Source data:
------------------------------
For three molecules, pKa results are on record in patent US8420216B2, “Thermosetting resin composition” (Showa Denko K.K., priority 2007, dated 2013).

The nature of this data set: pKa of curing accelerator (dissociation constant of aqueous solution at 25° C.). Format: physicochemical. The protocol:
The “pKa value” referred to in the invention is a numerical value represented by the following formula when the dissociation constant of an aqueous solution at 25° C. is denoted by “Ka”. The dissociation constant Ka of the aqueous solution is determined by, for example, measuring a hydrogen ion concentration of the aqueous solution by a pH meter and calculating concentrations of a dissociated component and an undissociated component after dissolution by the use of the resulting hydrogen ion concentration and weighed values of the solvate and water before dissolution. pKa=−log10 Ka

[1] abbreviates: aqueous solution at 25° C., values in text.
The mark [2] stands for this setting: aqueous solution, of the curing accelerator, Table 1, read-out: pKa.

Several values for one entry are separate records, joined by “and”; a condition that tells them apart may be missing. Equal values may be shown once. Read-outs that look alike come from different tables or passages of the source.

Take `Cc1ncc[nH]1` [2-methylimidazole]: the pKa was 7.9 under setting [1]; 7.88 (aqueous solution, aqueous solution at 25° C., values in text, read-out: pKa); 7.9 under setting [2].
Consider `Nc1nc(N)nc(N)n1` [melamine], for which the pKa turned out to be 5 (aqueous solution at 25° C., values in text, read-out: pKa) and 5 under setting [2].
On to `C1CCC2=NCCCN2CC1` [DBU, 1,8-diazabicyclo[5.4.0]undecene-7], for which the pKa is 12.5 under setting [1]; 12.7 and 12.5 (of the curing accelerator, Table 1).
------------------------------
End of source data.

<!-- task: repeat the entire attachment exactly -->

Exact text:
For three molecules, pKa results are on record in patent US8420216B2, “Thermosetting resin composition” (Showa Denko K.K., priority 2007, dated 2013).

The nature of this data set: pKa of curing accelerator (dissociation constant of aqueous solution at 25° C.). Format: physicochemical. The protocol:
The “pKa value” referred to in the invention is a numerical value represented by the following formula when the dissociation constant of an aqueous solution at 25° C. is denoted by “Ka”. The dissociation constant Ka of the aqueous solution is determined by, for example, measuring a hydrogen ion concentration of the aqueous solution by a pH meter and calculating concentrations of a dissociated component and an undissociated component after dissolution by the use of the resulting hydrogen ion concentration and weighed values of the solvate and water before dissolution. pKa=−log10 Ka

[1] abbreviates: aqueous solution at 25° C., values in text.
The mark [2] stands for this setting: aqueous solution, of the curing accelerator, Table 1, read-out: pKa.

Several values for one entry are separate records, joined by “and”; a condition that tells them apart may be missing. Equal values may be shown once. Read-outs that look alike come from different tables or passages of the source.

Take `Cc1ncc[nH]1` [2-methylimidazole]: the pKa was 7.9 under setting [1]; 7.88 (aqueous solution, aqueous solution at 25° C., values in text, read-out: pKa); 7.9 under setting [2].
Consider `Nc1nc(N)nc(N)n1` [melamine], for which the pKa turned out to be 5 (aqueous solution at 25° C., values in text, read-out: pKa) and 5 under setting [2].
On to `C1CCC2=NCCCN2CC1` [DBU, 1,8-diazabicyclo[5.4.0]undecene-7], for which the pKa is 12.5 under setting [1]; 12.7 and 12.5 (of the curing accelerator, Table 1).